It’s also important to note that Marc isn’t doing photography for the money. He’s doing it for his own self-satisfaction and enjoyment. He says he likes people to be able to look at his work and admire the things he’s created. He’s now even teaching and helping other people on their own photography path, and is mentoring, teaching workshops, and giving lectures.

                   

The Technical Side of Photography

                   

With his photography, Marc mainly enjoys doing landscapes, seascapes, cityscapes, wildlife, and impressionistic-types of work. According to Marc, the process starts with capturing the image. For him, that’s maybe 50 to 60 percent of the job. The rest of it is done in post- processing, which involves taking your images from your camera, putting them on a computer, and then using various software tools to fine-tune or manipulate the image until you get your final product. Using these softwares, there are also some elements of photos that you can manipulate, include the lighting, color, and more. As a former tech guy, Marc’s former career has also given him great skills in the digital side of photography, and has provided him with an in-depth understanding of technical parts like the camera, lens, filters, tripods, and various softwares.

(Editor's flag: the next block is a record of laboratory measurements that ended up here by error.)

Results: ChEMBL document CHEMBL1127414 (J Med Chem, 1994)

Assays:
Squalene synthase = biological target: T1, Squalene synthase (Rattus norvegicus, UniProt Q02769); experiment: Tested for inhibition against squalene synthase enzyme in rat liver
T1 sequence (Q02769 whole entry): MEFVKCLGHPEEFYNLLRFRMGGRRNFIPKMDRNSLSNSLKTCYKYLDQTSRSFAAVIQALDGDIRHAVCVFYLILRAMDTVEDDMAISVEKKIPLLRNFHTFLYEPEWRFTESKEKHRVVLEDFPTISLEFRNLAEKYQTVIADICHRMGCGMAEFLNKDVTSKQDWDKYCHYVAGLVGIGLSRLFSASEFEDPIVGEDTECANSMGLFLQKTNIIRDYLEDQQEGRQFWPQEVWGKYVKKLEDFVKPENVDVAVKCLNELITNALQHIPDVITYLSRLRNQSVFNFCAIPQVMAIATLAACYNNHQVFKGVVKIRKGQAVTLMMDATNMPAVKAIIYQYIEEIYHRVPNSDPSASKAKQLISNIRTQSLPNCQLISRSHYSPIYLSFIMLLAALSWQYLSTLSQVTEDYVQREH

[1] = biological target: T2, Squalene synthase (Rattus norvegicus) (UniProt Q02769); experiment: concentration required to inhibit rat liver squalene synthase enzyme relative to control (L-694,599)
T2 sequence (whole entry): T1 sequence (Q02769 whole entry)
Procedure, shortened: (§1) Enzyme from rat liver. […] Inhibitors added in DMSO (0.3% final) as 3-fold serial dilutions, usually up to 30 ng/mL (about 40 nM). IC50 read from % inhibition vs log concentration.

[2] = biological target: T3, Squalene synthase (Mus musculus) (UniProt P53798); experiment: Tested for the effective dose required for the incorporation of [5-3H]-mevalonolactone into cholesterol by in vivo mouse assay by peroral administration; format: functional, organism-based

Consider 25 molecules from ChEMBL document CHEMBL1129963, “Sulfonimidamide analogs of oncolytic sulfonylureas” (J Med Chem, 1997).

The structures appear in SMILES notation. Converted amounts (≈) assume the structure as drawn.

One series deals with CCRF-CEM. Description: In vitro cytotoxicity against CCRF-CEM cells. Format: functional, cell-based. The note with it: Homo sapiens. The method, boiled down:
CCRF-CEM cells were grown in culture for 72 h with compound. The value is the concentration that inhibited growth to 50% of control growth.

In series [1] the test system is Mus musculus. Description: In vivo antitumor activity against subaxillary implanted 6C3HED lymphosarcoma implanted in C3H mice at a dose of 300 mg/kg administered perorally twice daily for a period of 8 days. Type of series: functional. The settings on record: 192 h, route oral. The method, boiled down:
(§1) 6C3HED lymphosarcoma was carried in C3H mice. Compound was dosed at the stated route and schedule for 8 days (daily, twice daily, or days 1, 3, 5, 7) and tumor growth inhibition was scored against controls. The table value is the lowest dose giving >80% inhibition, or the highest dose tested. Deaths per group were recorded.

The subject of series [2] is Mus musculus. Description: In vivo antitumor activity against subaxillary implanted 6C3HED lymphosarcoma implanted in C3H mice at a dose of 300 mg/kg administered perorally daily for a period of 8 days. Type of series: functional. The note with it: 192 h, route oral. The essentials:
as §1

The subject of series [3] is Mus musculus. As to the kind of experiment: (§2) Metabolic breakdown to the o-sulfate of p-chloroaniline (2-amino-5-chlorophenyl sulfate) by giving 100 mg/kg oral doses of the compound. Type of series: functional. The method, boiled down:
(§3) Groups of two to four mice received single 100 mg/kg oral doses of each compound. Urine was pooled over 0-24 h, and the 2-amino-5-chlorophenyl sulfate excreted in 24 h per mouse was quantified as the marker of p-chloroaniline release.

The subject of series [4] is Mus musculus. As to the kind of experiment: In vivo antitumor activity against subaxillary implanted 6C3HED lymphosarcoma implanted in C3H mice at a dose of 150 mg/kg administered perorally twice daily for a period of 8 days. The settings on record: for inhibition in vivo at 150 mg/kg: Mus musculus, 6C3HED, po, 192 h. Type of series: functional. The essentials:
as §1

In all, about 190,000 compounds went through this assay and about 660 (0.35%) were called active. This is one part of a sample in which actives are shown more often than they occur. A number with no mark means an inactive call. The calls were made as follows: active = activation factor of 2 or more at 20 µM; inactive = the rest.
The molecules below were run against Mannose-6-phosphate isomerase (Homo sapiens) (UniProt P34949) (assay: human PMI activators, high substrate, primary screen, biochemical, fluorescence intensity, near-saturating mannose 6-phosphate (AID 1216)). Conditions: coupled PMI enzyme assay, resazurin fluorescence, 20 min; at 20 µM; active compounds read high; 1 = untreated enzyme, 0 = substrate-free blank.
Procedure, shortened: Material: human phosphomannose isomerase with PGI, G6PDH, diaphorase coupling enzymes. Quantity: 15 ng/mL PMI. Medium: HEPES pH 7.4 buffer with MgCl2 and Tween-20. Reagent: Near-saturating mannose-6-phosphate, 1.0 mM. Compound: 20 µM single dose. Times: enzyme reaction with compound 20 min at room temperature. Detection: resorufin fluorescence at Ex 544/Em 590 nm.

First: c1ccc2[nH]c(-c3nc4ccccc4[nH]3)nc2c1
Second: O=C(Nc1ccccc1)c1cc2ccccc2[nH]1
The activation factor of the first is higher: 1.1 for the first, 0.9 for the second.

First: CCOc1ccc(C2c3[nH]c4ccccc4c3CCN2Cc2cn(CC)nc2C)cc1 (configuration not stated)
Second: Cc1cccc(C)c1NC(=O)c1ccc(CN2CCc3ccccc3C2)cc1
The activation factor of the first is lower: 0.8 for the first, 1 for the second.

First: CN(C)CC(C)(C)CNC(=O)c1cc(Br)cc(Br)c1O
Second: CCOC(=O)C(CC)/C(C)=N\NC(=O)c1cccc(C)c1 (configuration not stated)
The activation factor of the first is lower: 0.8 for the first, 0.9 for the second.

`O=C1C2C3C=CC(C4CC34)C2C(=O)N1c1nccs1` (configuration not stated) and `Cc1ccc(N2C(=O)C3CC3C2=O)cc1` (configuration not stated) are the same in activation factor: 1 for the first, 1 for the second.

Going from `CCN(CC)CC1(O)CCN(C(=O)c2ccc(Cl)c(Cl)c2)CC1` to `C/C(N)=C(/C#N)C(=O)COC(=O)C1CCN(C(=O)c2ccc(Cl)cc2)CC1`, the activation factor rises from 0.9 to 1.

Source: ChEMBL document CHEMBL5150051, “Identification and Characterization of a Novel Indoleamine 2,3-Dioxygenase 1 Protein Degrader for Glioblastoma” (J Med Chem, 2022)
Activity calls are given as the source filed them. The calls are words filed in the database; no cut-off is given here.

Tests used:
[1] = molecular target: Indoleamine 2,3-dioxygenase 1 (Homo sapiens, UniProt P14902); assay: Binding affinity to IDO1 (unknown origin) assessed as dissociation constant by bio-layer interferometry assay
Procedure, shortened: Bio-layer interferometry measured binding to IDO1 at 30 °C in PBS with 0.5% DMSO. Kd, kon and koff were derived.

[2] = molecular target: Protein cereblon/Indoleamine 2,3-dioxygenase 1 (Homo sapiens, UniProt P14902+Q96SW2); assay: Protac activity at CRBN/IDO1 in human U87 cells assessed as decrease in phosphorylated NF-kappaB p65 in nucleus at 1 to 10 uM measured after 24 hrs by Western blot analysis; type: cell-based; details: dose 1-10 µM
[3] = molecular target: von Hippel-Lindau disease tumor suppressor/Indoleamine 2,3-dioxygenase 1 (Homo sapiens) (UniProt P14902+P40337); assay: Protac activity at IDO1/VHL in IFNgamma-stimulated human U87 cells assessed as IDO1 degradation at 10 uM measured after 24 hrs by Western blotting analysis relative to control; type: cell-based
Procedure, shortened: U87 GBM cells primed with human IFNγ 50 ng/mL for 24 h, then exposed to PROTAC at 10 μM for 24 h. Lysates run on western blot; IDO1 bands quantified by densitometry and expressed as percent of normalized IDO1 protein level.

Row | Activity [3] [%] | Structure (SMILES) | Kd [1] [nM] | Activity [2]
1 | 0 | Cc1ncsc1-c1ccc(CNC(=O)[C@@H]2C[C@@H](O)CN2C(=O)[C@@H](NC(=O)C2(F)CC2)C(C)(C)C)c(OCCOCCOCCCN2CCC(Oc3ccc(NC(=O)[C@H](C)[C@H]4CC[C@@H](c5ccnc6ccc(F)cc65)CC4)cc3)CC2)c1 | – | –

When Marc shoots images, he usually goes out with a preconceived notion of what he’s trying to achieve that day in his mind. He may go to a certain place and hope that the weather is going to be dark, rainy, or cloudy to give him some mood in his images, and then he’ll go and capture them. Many times, Marc says he won’t work on the images until days, weeks, or even years later when he finally reviews them and feels a sense of what he wants to do with them. Then, he’ll pick one of the images and start working different layers and types of moods using his software to get it to match how he’s visualizing it in his mind. Sometimes while he’s working on something, a new type of inspiration will come out of the process and change the direction of the image from where he had originally intended it to go.                                

                                                

Photography and Retirement Planning

                   

Hearing about the process Marc goes through to create his images reminded me a lot of the planning process we do here at Heller Wealth Management. Like Marc, we usually start working with a certain goal of what we want to accomplish in mind, and then we have to figure out a way of getting clients from where they are now to where they want to be — which is usually a place where they have peace of mind and are enjoying life.

As for Marc’s advice to others who might be interested in pursuing a passion in retirement, he says, if you have the money, do it. According to Marc, it’s been the best move of his life. He doesn’t wake up every day to rush out the door to work, but instead wakes up thinking about what he wants to do each day that’s oriented towards fun and following his passion.

If you’d like to see some of Marc’s work, please visit him on his website over at www.MFAImages.com